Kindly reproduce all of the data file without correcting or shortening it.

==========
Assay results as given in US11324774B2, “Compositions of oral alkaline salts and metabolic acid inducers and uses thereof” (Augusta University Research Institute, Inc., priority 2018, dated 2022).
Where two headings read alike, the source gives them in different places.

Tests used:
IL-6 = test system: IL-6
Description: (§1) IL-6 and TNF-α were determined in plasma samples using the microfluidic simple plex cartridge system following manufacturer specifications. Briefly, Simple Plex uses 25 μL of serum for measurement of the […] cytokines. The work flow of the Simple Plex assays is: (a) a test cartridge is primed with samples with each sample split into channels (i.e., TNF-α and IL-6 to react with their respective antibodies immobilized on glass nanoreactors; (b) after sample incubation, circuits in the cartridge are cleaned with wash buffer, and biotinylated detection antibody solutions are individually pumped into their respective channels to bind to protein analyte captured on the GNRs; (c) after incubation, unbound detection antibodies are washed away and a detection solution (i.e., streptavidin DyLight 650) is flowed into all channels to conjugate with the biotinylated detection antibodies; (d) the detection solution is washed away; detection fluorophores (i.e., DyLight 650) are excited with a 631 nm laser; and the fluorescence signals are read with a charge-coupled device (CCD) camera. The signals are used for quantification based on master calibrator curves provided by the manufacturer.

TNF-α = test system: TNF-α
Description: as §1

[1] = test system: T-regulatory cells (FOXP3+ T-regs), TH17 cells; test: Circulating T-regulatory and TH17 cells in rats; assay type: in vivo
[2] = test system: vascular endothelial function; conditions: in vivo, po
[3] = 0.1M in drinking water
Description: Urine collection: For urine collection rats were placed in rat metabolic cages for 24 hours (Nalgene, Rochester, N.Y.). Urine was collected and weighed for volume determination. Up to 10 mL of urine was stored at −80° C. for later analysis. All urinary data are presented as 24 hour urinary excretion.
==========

Assay results as given in US11324774B2, “Compositions of oral alkaline salts and metabolic acid inducers and uses thereof” (Augusta University Research Institute, Inc., priority 2018, dated 2022).
Where two headings read alike, the source gives them in different places.

Tests used:
IL-6 = test system: IL-6
Description: (§1) IL-6 and TNF-α were determined in plasma samples using the microfluidic simple plex cartridge system following manufacturer specifications. Briefly, Simple Plex uses 25 μL of serum for measurement of the […] cytokines. The work flow of the Simple Plex assays is: (a) a test cartridge is primed with samples with each sample split into channels (i.e., TNF-α and IL-6 to react with their respective antibodies immobilized on glass nanoreactors; (b) after sample incubation, circuits in the cartridge are cleaned with wash buffer, and biotinylated detection antibody solutions are individually pumped into their respective channels to bind to protein analyte captured on the GNRs; (c) after incubation, unbound detection antibodies are washed away and a detection solution (i.e., streptavidin DyLight 650) is flowed into all channels to conjugate with the biotinylated detection antibodies; (d) the detection solution is washed away; detection fluorophores (i.e., DyLight 650) are excited with a 631 nm laser; and the fluorescence signals are read with a charge-coupled device (CCD) camera. The signals are used for quantification based on master calibrator curves provided by the manufacturer.

TNF-α = test system: TNF-α
Description: as §1

[1] = test system: T-regulatory cells (FOXP3+ T-regs), TH17 cells; test: Circulating T-regulatory and TH17 cells in rats; assay type: in vivo
[2] = test system: vascular endothelial function; conditions: in vivo, po
[3] = 0.1M in drinking water
Description: Urine collection: For urine collection rats were placed in rat metabolic cages for 24 hours (Nalgene, Rochester, N.Y.). Urine was collected and weighed for volume determination. Up to 10 mL of urine was stored at −80° C. for later analysis. All urinary data are presented as 24 hour urinary excretion.